Ed Dept. Releases Parent Guide to Coming ESSA State, District Report Cards
Report cards are coming — for states and districts, that is.
As required by the Every Student Succeeds Act, every state must release new report cards to share key school accountability information, including test scores, graduation rates, and teacher qualifications, with parents and the public by the end of the year.
The Education Department last week released a guide for parents to the report cards, including information on what components must be included and how they might look.
“[Parents] should not have to parse through a 500-page legal document to understand how a law or policy affects their children’s education … Informed parents become empowered and engaged parents who are able to better advocate on behalf of their children,” Education Secretary Betsy DeVos said in a press release.
The department’s parent guide is useful, said Brennan McMahon Parton, director of policy and advocacy at the Data Quality Campaign, because it simplifies the reams of school data coming but gives parents a jumping-off point for more research.
The resource is a helpful one for parents as they work to improve their children’s schools, said Jackie Ball, director of government affairs at the National PTA.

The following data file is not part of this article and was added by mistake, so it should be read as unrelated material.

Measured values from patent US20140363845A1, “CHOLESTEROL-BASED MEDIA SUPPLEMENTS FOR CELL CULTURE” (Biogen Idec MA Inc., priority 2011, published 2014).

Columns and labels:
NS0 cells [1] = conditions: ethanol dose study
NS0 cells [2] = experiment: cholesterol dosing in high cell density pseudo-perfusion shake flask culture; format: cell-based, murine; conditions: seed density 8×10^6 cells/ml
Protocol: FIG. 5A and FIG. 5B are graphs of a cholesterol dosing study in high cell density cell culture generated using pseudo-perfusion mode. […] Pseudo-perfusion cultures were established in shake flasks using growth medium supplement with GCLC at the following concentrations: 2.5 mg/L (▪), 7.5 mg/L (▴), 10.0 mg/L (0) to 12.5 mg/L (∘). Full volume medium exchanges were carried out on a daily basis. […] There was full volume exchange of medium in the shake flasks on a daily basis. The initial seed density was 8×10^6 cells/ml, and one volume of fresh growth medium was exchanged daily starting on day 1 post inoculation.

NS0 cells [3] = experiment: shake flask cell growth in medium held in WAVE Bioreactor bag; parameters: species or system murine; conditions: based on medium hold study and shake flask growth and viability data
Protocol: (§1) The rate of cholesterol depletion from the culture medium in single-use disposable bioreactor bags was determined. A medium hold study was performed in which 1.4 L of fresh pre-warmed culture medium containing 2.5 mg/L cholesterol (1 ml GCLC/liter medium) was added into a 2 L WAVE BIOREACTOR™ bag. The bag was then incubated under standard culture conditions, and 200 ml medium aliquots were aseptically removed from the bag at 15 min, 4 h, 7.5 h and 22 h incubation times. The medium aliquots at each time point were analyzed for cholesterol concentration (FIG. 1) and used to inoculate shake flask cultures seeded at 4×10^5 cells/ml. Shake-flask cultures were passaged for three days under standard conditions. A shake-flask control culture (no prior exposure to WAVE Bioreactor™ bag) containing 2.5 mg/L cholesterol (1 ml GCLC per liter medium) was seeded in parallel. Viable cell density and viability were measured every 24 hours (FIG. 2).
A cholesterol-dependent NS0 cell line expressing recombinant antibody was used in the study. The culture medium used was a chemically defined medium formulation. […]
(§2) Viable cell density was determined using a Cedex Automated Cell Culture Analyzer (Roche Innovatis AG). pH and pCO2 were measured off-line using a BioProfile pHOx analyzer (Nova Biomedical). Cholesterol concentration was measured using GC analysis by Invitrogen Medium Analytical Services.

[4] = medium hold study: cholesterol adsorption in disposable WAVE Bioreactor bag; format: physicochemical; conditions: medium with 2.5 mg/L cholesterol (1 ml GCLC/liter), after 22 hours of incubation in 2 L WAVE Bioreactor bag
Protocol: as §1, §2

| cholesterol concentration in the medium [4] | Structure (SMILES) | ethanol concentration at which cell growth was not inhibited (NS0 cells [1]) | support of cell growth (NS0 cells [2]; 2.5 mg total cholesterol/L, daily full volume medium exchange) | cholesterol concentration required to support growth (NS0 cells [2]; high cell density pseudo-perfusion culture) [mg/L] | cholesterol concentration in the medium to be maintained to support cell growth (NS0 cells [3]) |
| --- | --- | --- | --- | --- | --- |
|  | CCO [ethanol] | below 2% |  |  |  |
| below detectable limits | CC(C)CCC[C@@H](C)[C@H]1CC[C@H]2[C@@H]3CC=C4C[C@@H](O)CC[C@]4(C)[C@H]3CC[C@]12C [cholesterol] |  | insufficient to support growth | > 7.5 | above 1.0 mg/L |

“We’re looking at this in three kind of big buckets. [First], making sure parents know that all this education data is out there, particularly the report cards, so they have access to it. Secondly, that they have the ability to understand and interpret it, and then thirdly, use that data to advocate for improvements,” she said.
The department’s guide cites per-pupil spending (a new requirement under ESSA), test scores, and graduation rates among the information that may be particularly important to parents as they make educational choices for their children.
The Education Department also held a two-day design challenge to help figure out how to display the more than 2,000 data points states and districts must report in a more usable format.
Some states are falling short, McMahon Parton said, citing failures to translate information into languages besides English and to include information on all student subgroups.
“Every state has more to do,” she said.
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